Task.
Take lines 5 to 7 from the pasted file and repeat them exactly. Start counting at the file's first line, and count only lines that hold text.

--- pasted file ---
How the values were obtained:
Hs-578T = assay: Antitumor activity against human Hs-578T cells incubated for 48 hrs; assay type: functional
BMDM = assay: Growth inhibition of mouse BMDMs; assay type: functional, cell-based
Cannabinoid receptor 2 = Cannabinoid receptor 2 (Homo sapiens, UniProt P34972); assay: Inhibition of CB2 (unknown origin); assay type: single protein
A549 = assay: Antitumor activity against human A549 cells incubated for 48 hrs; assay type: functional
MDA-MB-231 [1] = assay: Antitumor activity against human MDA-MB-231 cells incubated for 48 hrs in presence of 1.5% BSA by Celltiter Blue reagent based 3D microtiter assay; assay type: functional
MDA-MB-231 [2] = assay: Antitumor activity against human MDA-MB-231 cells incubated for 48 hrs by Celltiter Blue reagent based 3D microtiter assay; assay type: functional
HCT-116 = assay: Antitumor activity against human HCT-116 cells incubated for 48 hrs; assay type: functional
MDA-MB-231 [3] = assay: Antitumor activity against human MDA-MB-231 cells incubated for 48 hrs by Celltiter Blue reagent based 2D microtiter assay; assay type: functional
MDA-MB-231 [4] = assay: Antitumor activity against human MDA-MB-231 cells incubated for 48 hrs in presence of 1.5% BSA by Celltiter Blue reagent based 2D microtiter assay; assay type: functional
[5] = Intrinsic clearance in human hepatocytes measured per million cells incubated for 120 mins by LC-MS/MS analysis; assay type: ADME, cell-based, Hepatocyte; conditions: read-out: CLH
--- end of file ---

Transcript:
A549 = assay: Antitumor activity against human A549 cells incubated for 48 hrs; assay type: functional
MDA-MB-231 [1] = assay: Antitumor activity against human MDA-MB-231 cells incubated for 48 hrs in presence of 1.5% BSA by Celltiter Blue reagent based 3D microtiter assay; assay type: functional
MDA-MB-231 [2] = assay: Antitumor activity against human MDA-MB-231 cells incubated for 48 hrs by Celltiter Blue reagent based 3D microtiter assay; assay type: functional